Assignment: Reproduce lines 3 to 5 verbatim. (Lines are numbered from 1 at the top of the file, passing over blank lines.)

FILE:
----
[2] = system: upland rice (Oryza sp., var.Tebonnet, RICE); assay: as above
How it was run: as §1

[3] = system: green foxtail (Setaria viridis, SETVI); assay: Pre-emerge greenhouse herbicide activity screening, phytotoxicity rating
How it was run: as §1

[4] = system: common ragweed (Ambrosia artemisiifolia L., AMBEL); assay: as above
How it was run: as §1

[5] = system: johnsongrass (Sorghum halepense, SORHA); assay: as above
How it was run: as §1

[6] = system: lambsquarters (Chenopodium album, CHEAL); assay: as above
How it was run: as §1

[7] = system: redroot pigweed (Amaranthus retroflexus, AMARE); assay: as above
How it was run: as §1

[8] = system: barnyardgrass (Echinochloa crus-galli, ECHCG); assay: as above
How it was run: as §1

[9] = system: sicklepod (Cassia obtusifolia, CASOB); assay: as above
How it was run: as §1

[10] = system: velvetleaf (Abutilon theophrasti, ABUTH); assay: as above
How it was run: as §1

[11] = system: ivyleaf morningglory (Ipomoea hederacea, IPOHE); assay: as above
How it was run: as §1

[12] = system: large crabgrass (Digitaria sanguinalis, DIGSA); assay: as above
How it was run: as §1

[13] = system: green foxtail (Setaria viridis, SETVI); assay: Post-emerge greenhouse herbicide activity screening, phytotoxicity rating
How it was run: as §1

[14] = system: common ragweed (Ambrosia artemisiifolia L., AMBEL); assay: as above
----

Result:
[3] = system: green foxtail (Setaria viridis, SETVI); assay: Pre-emerge greenhouse herbicide activity screening, phytotoxicity rating
How it was run: as §1

[4] = system: common ragweed (Ambrosia artemisiifolia L., AMBEL); assay: as above